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Lenovo-owned Motorola returns to Vietnam after almost four years

Friday, November 27, 2015, 10:37 GMT+7
Lenovo-owned Motorola returns to Vietnam after almost four years
Sridhar Ramaswamy, Asia Pacific advertising and brand director for Lenovo, introduces the five Motorola smartphone models at the ceremony in Ho Chi Minh City on November 25, 2015.

Motorola Mobility, an erstwhile American phone maker, has staged an official comeback to Vietnam after nearly four years, with five of its latest smartphone models putting on sale in a market dominated by Samsung and Apple products.

Motorola Mobility, now a subsidiary of the Chinese personal computer and mobile device maker Lenovo, held a product launch ceremony in Ho Chi Minh City on Wednesday to showcase its Moto X, X Play, X Style, G and E handsets.

The Android-based Razr, released in December 2011, was arguably the last Motorola product to be officially distributed in Vietnam before the company neglected the Southeast Asian country.

Several other Motorola devices were still available in Vietnam after the Razr phone but all of them were unofficially imported from other markets, according to tech website ICTNews.

The disappearance of Motorola handsets from the Vietnamese market came after Motorola Mobility was acquired by Google in a $12.5 billion deal in August 2011.

The acquisition enabled Google to obtain more than 20,000 mobile patents from Motorola, but the U.S. tech titan only took short-lived ownership of the company.

In January 2014 Google announced the sale of Motorola Mobility to Lenovo for $2.91 billion, with the Chinese firm revealing that the acquisition would pave the way for it to enter the U.S. smartphone market.

Lenovo has also exerted effort to bring the Motorola brand back to the Asia-Pacific region following the deal.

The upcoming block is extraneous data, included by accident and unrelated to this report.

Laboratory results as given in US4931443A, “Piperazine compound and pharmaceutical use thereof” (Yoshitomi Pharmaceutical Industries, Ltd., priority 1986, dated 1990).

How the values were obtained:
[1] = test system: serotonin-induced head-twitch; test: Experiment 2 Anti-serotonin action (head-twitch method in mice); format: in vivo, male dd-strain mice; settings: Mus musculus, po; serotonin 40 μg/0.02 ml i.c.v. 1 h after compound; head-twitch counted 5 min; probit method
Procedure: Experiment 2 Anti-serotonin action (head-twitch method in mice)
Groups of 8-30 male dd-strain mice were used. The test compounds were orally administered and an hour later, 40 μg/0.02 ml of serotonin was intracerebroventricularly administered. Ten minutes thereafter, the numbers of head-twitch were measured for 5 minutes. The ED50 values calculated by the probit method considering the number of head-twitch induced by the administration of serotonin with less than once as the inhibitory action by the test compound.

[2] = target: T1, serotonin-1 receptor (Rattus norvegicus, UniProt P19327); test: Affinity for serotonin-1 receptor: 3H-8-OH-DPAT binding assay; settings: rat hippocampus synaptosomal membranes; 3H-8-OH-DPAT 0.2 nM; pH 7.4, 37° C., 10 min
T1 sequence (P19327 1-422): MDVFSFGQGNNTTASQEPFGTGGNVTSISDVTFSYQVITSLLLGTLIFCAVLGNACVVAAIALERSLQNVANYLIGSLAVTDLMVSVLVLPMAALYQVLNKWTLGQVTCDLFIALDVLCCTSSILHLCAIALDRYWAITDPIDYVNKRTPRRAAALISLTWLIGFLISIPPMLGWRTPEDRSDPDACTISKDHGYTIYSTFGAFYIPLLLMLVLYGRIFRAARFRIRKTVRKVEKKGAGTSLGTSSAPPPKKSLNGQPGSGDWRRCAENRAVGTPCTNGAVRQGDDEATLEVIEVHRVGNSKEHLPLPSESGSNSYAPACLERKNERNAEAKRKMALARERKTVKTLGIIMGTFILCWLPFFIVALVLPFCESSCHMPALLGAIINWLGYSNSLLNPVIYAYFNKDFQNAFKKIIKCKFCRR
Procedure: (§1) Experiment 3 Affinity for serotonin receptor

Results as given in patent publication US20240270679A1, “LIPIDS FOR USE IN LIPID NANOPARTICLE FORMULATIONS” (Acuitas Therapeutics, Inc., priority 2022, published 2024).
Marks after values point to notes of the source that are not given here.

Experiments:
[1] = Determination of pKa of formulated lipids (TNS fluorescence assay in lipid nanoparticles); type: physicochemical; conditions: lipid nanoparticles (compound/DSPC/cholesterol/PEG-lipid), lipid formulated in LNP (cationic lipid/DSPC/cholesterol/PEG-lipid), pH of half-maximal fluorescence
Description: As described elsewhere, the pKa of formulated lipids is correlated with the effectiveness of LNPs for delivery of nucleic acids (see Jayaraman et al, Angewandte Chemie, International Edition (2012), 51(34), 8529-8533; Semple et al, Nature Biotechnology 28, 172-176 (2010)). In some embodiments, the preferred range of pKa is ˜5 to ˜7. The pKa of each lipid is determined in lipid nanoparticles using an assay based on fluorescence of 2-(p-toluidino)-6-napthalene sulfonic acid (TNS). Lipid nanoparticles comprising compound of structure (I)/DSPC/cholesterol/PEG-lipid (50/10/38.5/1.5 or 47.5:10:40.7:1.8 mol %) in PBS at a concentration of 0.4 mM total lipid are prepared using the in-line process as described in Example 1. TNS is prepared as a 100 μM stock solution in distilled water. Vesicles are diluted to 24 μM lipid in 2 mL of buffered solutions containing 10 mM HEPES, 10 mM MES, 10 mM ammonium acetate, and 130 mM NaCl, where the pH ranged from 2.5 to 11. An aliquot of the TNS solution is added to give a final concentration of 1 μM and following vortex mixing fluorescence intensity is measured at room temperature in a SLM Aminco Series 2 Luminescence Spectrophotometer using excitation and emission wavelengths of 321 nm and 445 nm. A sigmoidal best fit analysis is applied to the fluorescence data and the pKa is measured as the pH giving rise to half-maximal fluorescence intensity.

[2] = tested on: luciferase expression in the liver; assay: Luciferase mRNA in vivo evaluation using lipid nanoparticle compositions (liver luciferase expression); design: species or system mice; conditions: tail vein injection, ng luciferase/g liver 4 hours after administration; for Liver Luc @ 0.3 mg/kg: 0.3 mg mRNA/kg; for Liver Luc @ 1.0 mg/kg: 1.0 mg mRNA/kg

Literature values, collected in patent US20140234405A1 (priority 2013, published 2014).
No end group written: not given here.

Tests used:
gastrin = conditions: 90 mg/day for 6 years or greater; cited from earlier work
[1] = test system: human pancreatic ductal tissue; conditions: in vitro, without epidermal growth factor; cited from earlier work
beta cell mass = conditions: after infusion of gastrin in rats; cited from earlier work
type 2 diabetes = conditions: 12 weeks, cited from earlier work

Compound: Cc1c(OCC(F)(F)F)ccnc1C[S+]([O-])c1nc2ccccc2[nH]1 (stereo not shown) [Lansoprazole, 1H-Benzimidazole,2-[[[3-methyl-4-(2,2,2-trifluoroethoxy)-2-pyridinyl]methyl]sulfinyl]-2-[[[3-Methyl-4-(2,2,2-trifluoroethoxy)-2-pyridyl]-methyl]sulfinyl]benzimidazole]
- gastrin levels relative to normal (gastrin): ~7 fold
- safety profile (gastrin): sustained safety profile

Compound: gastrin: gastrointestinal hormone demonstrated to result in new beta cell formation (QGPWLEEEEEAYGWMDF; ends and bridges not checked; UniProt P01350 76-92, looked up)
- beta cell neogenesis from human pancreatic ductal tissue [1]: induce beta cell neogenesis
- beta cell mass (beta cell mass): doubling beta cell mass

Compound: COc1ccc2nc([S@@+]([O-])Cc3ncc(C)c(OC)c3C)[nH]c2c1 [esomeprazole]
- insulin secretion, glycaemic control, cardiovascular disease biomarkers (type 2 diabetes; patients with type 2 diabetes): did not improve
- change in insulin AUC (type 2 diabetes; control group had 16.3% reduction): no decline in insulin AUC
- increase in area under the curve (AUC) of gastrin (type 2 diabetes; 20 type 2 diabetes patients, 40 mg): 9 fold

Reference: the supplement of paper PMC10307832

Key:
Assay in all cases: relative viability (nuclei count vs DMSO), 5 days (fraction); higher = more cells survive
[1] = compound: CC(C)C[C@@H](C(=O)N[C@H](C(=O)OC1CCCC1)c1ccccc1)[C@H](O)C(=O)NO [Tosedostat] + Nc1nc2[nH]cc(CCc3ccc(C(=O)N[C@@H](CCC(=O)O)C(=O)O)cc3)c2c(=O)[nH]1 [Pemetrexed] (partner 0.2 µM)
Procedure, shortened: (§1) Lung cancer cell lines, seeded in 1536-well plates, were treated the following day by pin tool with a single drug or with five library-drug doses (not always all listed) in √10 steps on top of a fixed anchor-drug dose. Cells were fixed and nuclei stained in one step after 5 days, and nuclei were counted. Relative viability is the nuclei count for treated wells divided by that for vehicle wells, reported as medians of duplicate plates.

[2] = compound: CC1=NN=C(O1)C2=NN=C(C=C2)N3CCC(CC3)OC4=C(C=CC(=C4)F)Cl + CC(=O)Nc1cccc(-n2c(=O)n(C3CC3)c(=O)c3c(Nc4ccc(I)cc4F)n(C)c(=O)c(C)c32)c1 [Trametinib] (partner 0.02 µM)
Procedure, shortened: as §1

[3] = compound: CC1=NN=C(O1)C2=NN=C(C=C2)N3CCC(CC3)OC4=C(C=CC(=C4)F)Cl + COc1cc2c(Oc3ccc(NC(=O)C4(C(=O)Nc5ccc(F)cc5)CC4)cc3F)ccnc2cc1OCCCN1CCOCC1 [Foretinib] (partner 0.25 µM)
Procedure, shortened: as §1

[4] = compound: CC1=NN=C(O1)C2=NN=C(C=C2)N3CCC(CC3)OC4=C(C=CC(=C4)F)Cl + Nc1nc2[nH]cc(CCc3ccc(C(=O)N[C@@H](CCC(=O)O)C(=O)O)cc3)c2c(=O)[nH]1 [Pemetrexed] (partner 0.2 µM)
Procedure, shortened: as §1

Vietnam is the first Southeast Asian market Lenovo chose to introduce the flagship Moto X, thanks to the country’s rapidly growing smartphone market, Dillon Ye, vice president of smartphone sales in Asia Pacific with Lenovo, said at the ceremony.

Ye said in a separate interview with ICTNews that Motorola does not consider any smartphone maker its rival in Vietnam.

The company also sets no ranking target and will only focus on product development and customer service, Ye asserted.

Motorola has been absent from Vietnam for years so intensive marketing campaigns are essential to draw customers’ attention to its comeback, he said.

Samsung, the world’s top smartphone maker, remained the market leader by sales volume in Vietnam, with a market share of 30 percent in the second quarter of this year, according to U.S. market research firm International Data Corporation.

The South Korean company also led the market by sales value, with a 36 percent market share, followed by Apple, which grabbed 24 percent of the market.

The Vietnamese smartphone market is valued at $2.5 billion with an expected growth rate of 35 percent in 2015, John Sculley, former chief executive officer of Apple, told Tuoi Tre (Youth) newspaper in September.

As of the end of 2014, there had been 22 million smartphone users in Vietnam, according to different statistics.

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